“I remember as a child that she had a drinking problem. She had difficulty coping with the ups and downs of the business … As a child, I thought, ‘She has a drinking problem and she’s an alcoholic.’ That was very clear and I thought, ‘Well, there’s not much I can do. I can just, sort of, stand by and watch.’ It’s very difficult, seeing your mother, going through her emotional problems and drinking and then behaving in that manner … Her condition became quite bad. It worsened and she did have an alcoholic breakdown and landed in the hospital.”
In 1972, Hayworth was 54 years old and wanted to retire from acting, but she needed money so signed up for The Wrath of God. The experience exposed her poor health and worsening mental state. As she could not remember lines, they filmed her scenes one line at a time.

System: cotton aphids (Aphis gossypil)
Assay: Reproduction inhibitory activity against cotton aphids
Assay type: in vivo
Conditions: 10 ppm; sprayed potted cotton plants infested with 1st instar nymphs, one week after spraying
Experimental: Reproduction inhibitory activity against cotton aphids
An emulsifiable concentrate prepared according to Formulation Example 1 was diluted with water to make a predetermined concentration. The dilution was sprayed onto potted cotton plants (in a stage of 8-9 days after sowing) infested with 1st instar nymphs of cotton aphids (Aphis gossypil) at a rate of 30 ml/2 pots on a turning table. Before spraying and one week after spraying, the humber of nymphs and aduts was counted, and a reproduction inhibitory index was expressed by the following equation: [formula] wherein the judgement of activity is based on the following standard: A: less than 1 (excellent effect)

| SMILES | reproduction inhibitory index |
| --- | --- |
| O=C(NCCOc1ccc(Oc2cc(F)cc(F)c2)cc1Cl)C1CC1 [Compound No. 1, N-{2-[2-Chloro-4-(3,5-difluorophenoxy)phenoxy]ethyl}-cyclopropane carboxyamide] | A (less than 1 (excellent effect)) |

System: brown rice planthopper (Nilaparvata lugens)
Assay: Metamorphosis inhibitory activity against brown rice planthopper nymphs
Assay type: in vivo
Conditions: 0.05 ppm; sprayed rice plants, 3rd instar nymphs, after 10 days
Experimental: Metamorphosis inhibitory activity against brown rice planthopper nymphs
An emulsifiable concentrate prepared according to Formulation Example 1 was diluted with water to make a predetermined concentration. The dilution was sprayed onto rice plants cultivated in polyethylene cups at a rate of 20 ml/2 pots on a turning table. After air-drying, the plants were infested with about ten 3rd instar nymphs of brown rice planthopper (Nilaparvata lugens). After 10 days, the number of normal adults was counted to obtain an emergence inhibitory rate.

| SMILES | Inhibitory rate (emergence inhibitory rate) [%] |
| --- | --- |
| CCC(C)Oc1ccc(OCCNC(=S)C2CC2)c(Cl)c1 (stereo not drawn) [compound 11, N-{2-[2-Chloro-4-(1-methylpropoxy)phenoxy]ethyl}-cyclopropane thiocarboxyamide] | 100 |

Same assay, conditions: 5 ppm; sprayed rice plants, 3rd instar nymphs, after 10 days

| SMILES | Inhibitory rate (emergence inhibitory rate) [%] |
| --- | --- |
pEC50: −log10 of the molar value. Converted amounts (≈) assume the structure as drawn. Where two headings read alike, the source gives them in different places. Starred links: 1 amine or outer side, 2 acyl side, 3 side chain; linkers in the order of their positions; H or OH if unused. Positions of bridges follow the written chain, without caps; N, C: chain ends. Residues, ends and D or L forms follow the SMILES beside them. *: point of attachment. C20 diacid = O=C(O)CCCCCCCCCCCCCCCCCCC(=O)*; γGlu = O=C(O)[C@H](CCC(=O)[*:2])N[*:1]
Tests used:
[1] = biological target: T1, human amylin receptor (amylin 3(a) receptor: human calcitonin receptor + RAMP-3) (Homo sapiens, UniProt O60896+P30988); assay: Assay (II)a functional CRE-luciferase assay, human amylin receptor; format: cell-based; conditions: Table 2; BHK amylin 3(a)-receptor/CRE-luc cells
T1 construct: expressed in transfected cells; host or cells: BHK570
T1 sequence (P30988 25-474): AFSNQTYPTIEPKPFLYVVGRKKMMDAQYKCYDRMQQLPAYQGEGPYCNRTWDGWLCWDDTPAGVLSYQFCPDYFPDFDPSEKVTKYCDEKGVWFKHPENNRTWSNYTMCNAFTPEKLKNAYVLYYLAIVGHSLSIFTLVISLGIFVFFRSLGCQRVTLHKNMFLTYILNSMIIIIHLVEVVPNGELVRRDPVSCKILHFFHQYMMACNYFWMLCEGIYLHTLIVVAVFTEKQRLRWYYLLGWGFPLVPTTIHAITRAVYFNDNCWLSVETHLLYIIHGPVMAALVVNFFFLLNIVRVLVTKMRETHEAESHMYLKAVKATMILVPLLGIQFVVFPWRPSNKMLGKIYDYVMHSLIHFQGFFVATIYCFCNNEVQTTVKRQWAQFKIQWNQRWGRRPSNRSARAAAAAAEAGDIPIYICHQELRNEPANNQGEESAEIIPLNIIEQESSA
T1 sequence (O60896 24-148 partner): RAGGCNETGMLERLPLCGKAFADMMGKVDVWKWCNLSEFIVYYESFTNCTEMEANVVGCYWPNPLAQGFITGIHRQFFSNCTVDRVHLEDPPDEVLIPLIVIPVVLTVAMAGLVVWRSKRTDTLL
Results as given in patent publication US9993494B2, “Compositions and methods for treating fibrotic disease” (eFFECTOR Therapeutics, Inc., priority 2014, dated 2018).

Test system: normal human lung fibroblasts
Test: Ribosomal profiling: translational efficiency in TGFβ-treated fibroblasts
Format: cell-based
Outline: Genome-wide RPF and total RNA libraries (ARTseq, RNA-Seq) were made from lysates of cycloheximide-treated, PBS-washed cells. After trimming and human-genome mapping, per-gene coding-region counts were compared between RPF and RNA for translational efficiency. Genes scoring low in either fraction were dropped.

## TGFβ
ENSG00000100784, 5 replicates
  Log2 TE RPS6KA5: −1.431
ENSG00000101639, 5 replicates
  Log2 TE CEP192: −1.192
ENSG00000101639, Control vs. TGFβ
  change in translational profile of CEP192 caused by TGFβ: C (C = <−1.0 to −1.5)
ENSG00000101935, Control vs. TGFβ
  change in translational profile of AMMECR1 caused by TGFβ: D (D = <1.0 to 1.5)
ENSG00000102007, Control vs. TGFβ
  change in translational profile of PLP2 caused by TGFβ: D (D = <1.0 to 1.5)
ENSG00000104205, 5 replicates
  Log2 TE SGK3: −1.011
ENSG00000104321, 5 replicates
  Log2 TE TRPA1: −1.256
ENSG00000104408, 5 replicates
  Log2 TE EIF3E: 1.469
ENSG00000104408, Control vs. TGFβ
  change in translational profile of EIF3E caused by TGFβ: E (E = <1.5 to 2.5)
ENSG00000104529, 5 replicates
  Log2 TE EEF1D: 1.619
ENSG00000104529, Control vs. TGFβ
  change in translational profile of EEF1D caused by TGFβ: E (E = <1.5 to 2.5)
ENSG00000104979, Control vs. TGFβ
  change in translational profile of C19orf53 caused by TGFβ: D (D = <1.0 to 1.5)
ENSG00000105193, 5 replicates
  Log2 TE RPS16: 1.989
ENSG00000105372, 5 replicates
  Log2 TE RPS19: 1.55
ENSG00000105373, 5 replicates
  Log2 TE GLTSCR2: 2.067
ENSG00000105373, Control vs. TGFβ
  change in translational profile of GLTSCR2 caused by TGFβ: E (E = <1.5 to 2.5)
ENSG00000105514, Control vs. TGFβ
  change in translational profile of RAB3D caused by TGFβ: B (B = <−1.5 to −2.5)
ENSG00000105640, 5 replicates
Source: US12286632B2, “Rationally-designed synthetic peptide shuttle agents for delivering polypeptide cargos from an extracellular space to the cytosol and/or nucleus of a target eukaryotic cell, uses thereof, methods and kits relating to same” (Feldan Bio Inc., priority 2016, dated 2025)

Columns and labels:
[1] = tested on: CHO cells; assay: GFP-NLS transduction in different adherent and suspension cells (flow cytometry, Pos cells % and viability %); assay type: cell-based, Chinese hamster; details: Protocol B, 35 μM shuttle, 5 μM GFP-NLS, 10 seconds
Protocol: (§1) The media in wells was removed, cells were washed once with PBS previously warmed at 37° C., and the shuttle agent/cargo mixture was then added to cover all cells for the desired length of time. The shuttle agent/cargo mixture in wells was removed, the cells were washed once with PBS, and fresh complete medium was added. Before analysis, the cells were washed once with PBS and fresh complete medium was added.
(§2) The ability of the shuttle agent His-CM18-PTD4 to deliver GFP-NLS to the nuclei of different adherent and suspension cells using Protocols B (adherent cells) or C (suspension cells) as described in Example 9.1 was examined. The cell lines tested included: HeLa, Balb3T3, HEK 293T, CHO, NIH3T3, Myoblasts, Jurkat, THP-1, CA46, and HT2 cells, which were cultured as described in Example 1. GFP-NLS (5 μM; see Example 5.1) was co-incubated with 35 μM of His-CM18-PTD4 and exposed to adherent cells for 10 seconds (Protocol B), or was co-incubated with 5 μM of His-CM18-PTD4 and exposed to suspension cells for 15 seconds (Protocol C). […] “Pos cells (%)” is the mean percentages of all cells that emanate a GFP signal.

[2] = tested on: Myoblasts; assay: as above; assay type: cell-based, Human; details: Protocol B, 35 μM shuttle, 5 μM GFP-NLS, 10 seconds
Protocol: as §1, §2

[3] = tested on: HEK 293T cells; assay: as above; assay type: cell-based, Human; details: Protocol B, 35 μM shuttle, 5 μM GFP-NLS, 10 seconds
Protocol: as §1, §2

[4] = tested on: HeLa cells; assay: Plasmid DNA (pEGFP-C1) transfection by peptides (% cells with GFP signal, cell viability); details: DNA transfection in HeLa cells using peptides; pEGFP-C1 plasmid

The following year Hayworth agreed to do one more movie, Tales That Witness Madness (1973). Due to worse health, she abandoned the movie set, and returned to the United States. She never returned to acting.
In March 1974, both her brothers died within a week of each other, which caused her great sadness and led to heavy drinking. In 1976 at London’s Heathrow Airport, Hayworth was removed from a TWA flight after having an angry outburst while traveling with her agent. “Miss Hayworth had been drinking when she boarded the plane,” revealed a TWA flight attendant, “and had several free drinks during the flight.” The event attracted much negative publicity; a disturbing photograph was published in newspapers.